Rolf originally trained as an engineer at the ETH in Zurich. Later, he obtained an MBA and PhD at the Graduate School of Business of the University of Chicago. His dissertation was on the pricing of small companies in the US market – what became known as the small firm effect. After a number of years teaching in business schools in Canada, the US and France, he started, with his wife and American partners, an investment boutique in London that concentrated on small cap investment. In 1991, the firm was sold to Alliance Capital and Rolf became head of its London office, responsible for all international equity investment activities. Then, for fifteen years, he was with the asset management subsidiary of a Swiss private bank in a number of senior positions. After his retirement, he now consults for a number of institutional investors and families.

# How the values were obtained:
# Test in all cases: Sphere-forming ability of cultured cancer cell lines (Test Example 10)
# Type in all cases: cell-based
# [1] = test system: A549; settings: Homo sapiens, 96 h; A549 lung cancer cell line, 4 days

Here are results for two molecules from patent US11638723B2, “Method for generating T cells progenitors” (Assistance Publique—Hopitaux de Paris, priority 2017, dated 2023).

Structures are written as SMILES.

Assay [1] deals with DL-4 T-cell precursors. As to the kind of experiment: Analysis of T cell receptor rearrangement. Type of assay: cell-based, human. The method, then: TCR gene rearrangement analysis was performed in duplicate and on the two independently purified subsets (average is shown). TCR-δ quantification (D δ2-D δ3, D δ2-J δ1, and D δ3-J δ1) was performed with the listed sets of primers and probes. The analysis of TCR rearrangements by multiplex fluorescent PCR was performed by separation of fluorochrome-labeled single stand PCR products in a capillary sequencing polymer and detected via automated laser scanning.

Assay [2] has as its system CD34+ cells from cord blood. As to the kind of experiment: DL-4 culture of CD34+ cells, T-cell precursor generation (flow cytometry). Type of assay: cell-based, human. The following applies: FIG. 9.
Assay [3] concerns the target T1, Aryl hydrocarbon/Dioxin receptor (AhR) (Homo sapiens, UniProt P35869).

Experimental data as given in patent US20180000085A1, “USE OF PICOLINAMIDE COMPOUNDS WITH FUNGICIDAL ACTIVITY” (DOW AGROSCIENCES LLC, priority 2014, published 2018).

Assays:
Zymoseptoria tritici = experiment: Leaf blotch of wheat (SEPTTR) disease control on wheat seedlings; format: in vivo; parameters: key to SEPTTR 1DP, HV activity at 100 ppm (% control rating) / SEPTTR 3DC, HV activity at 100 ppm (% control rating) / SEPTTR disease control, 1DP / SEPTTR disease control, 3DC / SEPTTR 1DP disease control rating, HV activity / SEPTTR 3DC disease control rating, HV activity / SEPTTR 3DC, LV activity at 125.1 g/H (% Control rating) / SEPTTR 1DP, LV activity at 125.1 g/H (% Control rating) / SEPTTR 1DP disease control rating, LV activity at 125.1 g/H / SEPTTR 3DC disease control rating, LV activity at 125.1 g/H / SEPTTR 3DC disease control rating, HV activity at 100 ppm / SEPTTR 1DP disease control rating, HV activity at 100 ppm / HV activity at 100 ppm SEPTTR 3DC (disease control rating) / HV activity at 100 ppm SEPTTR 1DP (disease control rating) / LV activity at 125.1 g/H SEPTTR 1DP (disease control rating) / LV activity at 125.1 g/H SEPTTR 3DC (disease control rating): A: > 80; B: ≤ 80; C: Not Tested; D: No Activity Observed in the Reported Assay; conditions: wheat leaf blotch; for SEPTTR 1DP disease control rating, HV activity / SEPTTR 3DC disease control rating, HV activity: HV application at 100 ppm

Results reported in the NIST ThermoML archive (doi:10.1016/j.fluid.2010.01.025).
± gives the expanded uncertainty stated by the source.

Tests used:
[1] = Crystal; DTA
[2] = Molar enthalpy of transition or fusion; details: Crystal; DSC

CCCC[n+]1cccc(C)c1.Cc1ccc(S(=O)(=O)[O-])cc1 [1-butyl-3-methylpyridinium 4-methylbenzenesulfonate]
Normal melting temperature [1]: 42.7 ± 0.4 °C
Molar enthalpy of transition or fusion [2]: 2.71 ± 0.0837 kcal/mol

This site is still very much work in progress. While it has been tested on most of the modern browsers, it may not work smoothly on older browsers. Feedback would be very much appreciated at this address.
Comments are very welcome. They are, however, moderated, i.e., if you have never contributed a comment, it will have to be approved before it is published. Comments that are abusive, irrelevant to the topic, blatantly commercial or submitted under an obvious pseudonym will be erased without any notice to the author.
The green logo that you may see on the tab for this website (technically called a “favicon” – don’t ask) was the logo of Dimensional Asset Management Ltd., the investment boutique mentioned above. The company was merged into another UK company and the logo disappeared. It is used here for purely nostalgic reasons. It is quite distinctive and the author simply happens to like it.
The author of the website has been called a font nerd by a colleague; he considers that as a compliment. The fonts used in this website (assuming your browser knows how to deal with the @font-face command) are two clean fonts by a Berlin-based designer, Lucas van de Groot. They are part of a series called Thesis: the sans serif font is called TheSans, the serif font is called TheAntiqua. Other fonts by the same designer that you may have come across are Calibri, of Microsoft fame, and Spiegel, as in the eponymous German news magazine.